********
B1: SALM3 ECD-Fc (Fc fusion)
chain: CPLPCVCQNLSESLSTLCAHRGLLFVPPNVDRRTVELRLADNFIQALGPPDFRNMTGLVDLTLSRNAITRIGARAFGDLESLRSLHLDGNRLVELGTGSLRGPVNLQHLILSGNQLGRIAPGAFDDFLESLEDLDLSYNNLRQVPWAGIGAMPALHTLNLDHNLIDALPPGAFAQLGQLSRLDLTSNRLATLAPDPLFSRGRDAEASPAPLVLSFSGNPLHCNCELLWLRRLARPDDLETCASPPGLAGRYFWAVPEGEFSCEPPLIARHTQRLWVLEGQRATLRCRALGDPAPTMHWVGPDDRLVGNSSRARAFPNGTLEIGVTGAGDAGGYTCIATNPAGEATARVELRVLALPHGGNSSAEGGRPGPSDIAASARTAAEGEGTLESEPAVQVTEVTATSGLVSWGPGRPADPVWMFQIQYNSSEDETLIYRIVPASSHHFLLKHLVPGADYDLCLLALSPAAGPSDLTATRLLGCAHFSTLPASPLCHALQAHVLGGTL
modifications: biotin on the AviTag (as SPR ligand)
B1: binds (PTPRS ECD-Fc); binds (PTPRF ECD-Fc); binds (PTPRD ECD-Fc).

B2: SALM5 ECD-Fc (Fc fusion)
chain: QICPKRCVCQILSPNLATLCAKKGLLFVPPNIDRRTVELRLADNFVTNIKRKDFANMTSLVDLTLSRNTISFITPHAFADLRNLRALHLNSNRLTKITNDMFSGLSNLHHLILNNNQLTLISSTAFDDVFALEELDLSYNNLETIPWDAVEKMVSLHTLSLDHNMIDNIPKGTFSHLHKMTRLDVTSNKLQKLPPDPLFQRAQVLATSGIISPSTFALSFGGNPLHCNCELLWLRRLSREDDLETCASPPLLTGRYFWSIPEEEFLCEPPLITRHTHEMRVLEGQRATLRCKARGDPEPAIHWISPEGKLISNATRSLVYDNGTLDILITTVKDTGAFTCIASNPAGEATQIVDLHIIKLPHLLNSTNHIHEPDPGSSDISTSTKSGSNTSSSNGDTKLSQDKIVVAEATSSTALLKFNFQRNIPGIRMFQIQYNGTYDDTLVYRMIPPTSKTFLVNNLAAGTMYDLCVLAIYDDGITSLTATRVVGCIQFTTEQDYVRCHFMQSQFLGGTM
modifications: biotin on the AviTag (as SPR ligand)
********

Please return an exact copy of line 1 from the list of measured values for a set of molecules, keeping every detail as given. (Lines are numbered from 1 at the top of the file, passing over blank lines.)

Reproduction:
B1: SALM3 ECD-Fc (Fc fusion)